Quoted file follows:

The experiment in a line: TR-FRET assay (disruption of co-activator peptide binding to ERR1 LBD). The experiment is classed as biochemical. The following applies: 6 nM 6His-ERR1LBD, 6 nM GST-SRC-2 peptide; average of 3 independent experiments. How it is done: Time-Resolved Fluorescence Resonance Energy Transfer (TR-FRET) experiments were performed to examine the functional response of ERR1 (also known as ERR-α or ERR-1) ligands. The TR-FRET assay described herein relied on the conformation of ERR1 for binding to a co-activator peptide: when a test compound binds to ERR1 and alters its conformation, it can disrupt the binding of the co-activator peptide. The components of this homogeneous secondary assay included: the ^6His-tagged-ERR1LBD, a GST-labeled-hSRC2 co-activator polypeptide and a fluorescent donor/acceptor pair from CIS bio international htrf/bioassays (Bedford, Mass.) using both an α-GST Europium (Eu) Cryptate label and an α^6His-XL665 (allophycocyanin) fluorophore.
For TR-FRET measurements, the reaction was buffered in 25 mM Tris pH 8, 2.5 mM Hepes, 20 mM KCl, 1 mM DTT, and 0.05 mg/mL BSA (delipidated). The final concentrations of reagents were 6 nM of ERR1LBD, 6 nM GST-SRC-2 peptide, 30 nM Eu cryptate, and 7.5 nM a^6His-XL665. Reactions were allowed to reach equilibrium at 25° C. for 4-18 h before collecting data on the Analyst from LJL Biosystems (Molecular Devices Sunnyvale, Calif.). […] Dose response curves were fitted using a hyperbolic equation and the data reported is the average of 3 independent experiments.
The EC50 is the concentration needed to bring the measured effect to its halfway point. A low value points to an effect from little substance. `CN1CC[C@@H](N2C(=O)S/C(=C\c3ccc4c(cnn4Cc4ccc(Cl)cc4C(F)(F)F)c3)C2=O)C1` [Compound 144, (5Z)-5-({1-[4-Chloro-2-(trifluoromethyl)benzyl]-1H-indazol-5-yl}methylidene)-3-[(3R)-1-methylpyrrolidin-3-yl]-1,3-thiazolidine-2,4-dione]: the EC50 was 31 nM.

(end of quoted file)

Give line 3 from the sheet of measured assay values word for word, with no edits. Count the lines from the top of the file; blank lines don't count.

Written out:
The EC50 is the concentration needed to bring the measured effect to its halfway point. A low value points to an effect from little substance. `CN1CC[C@@H](N2C(=O)S/C(=C\c3ccc4c(cnn4Cc4ccc(Cl)cc4C(F)(F)F)c3)C2=O)C1` [Compound 144, (5Z)-5-({1-[4-Chloro-2-(trifluoromethyl)benzyl]-1H-indazol-5-yl}methylidene)-3-[(3R)-1-methylpyrrolidin-3-yl]-1,3-thiazolidine-2,4-dione]: the EC50 was 31 nM.